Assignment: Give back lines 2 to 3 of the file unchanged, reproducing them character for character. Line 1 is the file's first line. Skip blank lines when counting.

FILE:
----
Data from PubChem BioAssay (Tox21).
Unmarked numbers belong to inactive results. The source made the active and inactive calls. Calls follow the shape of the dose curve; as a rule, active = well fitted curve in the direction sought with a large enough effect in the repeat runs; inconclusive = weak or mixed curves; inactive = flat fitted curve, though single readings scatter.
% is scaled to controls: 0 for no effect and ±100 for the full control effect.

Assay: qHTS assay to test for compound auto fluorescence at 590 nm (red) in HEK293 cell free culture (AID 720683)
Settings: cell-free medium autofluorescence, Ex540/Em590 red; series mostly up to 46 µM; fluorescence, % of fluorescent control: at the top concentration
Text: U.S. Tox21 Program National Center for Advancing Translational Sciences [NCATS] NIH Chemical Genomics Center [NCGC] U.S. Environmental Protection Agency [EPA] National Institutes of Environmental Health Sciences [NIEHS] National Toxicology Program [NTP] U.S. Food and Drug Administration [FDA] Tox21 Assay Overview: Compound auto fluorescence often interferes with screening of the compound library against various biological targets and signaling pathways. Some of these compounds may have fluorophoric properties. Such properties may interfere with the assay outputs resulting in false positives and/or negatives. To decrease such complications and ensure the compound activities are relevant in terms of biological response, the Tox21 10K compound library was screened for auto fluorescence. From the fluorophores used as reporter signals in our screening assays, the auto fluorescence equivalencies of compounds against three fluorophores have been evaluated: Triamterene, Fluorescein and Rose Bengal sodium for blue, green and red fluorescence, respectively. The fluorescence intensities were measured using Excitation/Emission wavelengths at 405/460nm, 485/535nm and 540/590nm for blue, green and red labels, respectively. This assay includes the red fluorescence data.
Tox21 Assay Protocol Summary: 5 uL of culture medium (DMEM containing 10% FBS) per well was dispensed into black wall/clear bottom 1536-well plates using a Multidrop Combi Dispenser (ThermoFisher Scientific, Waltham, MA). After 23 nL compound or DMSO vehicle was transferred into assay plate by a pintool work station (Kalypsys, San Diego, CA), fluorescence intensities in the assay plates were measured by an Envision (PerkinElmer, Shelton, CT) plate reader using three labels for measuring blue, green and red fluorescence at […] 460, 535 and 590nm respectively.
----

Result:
Unmarked numbers belong to inactive results. The source made the active and inactive calls. Calls follow the shape of the dose curve; as a rule, active = well fitted curve in the direction sought with a large enough effect in the repeat runs; inconclusive = weak or mixed curves; inactive = flat fitted curve, though single readings scatter.
% is scaled to controls: 0 for no effect and ±100 for the full control effect.